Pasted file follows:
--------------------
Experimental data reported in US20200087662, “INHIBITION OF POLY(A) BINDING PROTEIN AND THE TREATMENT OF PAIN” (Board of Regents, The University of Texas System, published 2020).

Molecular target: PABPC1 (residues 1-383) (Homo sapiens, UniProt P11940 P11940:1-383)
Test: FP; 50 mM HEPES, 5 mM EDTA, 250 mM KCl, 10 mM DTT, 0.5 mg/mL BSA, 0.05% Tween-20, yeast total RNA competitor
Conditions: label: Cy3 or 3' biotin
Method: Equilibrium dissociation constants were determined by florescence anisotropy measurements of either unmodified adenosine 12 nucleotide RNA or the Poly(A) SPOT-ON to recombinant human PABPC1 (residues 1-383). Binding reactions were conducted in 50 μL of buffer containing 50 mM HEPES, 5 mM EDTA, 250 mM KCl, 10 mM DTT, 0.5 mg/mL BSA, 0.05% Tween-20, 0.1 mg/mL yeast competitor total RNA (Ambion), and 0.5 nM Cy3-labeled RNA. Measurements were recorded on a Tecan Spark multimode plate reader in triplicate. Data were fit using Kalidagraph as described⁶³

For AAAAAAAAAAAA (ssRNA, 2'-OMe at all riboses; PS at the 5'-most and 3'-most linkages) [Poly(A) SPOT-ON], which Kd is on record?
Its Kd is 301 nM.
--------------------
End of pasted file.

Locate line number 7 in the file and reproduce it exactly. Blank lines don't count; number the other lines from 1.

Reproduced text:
Its Kd is 301 nM.